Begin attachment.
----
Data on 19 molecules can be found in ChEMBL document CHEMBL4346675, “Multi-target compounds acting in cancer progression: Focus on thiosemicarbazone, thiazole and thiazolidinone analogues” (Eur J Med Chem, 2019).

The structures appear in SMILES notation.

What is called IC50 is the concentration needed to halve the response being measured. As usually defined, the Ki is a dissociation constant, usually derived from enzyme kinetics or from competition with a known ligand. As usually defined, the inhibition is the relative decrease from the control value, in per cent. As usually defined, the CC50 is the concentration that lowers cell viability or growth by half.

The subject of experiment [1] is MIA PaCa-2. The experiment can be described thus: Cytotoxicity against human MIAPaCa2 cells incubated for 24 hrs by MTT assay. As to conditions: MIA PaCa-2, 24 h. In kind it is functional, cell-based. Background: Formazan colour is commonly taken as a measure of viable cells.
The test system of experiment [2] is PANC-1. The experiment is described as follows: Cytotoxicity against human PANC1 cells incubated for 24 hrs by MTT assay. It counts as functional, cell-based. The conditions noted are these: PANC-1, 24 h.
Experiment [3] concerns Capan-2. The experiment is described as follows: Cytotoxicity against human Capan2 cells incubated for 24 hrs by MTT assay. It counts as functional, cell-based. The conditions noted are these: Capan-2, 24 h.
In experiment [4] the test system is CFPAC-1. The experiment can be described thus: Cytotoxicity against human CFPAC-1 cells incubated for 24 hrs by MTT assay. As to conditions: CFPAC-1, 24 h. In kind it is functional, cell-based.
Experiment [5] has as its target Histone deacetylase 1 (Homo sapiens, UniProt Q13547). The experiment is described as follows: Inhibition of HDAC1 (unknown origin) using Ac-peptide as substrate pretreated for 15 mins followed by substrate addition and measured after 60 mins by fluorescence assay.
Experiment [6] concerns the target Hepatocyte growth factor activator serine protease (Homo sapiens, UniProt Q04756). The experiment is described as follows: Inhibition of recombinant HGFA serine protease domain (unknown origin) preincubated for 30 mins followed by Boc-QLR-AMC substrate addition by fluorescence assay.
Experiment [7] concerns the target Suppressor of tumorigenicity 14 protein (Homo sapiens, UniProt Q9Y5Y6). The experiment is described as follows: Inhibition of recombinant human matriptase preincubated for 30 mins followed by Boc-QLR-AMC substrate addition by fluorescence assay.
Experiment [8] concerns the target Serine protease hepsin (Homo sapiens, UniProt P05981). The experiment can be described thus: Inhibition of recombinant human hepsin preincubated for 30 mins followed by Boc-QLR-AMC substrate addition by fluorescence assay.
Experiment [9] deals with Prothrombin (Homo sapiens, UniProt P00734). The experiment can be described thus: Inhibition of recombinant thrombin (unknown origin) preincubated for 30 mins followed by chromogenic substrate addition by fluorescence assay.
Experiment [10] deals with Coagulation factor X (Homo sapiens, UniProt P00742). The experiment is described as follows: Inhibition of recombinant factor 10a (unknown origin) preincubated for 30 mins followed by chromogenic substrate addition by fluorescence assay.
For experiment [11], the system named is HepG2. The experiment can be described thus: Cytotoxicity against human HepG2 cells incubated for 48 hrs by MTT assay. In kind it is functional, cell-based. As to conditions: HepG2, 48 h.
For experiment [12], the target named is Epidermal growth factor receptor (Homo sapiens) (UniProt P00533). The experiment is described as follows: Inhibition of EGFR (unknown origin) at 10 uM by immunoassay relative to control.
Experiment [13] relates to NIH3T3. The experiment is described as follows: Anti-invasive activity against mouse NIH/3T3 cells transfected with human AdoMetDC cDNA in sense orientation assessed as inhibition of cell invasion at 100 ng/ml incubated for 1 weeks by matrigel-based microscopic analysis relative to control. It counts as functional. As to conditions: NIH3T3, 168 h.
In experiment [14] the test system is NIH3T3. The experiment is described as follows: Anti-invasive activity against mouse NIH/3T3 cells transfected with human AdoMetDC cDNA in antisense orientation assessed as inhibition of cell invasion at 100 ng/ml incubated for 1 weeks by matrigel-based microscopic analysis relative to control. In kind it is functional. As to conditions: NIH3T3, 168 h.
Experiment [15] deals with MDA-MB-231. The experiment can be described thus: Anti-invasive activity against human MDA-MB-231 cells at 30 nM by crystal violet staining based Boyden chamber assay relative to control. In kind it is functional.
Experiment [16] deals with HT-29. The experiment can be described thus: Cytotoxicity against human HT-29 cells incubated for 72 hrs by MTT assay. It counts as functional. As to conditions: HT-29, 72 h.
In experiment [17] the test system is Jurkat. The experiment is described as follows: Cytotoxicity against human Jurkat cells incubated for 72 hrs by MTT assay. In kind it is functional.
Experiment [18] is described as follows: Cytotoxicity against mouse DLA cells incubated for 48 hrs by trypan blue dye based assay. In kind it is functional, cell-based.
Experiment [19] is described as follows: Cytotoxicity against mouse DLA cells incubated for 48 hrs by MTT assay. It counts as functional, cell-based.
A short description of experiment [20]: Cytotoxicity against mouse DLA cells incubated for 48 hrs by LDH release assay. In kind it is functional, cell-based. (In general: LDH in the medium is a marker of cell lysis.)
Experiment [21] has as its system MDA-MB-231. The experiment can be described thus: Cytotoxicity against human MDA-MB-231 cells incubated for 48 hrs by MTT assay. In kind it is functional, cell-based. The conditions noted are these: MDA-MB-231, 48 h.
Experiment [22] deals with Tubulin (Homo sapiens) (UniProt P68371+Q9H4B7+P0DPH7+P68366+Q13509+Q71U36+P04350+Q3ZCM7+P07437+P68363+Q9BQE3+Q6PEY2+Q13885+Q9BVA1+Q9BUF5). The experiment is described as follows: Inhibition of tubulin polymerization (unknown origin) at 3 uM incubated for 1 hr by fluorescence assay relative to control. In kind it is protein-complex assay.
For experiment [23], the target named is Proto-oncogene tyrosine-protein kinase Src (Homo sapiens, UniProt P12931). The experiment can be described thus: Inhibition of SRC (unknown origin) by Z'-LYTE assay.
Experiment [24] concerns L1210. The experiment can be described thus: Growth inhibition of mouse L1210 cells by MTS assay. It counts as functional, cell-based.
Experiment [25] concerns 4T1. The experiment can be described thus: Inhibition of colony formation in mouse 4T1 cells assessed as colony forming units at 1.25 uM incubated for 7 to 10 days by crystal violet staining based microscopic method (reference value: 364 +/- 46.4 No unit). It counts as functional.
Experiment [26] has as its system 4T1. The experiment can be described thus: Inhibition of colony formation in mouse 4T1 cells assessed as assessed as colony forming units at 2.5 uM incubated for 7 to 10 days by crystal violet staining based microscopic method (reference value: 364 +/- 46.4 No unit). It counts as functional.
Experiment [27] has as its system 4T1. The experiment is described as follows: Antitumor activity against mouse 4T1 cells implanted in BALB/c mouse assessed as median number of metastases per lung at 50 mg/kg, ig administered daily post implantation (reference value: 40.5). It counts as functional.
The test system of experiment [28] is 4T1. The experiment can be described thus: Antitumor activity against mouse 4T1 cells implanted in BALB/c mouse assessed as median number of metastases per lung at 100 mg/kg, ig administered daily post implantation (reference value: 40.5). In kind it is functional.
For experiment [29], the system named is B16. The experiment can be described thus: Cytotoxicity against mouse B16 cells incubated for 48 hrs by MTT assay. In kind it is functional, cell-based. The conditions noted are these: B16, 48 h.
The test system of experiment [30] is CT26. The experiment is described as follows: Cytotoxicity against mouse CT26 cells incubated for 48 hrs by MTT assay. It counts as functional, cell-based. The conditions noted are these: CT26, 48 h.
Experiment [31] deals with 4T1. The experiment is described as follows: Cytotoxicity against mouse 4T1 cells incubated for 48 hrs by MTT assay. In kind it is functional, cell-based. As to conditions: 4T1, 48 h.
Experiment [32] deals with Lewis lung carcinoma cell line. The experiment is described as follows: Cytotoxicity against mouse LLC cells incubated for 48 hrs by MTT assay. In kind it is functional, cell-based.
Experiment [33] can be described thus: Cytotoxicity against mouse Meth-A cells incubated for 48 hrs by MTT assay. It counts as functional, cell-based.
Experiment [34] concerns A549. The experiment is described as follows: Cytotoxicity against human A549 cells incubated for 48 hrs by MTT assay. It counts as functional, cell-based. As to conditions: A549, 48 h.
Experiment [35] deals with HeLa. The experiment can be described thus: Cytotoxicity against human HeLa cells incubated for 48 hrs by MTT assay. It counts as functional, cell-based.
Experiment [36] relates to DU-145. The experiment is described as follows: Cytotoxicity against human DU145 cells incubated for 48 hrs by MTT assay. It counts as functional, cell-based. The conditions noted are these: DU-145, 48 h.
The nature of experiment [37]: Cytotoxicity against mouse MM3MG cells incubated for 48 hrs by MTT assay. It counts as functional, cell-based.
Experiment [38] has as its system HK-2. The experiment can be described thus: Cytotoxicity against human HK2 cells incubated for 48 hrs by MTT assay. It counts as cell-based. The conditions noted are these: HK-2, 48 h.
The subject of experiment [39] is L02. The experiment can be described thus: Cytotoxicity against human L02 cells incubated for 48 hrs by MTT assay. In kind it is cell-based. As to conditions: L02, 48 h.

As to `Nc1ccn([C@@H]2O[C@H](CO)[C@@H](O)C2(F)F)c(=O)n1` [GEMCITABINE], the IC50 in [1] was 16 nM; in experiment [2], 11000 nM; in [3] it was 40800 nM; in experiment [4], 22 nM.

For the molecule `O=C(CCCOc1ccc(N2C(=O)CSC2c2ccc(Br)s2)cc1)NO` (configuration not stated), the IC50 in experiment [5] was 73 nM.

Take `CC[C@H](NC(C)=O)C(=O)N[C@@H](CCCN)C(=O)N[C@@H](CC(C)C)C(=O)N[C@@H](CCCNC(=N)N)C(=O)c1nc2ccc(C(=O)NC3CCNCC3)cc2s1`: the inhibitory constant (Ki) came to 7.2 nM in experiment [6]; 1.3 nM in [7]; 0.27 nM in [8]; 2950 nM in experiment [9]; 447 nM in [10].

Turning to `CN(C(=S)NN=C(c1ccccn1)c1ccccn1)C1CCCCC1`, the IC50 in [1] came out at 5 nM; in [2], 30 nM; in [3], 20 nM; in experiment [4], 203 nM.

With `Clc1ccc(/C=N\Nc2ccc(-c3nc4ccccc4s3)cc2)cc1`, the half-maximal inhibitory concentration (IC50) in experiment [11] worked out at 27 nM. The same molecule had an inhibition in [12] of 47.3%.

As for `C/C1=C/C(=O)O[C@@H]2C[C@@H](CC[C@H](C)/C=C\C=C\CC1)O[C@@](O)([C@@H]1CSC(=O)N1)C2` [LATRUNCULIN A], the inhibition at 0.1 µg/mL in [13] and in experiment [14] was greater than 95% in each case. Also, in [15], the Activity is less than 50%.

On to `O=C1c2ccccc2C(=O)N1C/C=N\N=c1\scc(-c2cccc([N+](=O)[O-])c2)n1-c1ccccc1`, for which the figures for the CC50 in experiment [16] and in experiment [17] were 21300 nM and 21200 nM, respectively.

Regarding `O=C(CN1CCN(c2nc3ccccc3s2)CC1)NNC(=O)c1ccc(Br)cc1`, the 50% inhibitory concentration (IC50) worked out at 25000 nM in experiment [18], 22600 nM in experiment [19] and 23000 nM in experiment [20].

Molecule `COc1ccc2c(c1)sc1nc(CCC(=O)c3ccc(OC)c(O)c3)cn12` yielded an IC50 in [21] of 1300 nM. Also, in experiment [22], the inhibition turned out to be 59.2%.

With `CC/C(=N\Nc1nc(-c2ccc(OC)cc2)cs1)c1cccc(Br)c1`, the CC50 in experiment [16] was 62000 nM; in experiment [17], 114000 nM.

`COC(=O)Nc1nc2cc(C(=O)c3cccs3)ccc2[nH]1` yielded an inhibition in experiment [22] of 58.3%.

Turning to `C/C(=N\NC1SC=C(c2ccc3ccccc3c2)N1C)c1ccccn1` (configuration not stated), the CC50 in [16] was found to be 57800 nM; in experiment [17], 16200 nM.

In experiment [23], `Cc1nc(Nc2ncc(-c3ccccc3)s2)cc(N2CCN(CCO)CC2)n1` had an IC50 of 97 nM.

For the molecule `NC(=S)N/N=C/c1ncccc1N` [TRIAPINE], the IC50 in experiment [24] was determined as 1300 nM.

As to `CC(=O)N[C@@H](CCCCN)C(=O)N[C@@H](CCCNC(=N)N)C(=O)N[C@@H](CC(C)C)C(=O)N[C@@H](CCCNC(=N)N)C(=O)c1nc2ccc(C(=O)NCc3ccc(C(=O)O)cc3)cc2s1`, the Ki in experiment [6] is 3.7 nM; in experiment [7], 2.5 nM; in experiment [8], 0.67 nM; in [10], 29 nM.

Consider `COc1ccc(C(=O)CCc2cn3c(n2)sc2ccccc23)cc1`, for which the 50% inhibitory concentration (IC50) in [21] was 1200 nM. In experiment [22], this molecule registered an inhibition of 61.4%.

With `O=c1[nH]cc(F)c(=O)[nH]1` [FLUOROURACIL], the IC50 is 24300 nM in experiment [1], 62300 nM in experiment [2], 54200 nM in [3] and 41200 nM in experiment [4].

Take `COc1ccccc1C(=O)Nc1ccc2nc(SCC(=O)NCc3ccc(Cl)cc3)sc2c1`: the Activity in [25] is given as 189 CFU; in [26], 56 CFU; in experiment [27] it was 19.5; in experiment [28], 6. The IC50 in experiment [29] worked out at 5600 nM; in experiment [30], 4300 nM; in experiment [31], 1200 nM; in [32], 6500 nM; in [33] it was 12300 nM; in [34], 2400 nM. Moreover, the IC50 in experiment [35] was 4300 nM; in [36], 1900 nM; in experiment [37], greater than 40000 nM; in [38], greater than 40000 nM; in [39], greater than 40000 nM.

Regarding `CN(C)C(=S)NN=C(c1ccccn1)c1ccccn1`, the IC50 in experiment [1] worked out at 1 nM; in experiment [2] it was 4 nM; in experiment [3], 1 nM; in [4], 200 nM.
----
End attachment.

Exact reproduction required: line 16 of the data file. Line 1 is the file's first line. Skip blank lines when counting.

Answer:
Experiment [13] relates to NIH3T3. The experiment is described as follows: Anti-invasive activity against mouse NIH/3T3 cells transfected with human AdoMetDC cDNA in sense orientation assessed as inhibition of cell invasion at 100 ng/ml incubated for 1 weeks by matrigel-based microscopic analysis relative to control. It counts as functional. As to conditions: NIH3T3, 168 h.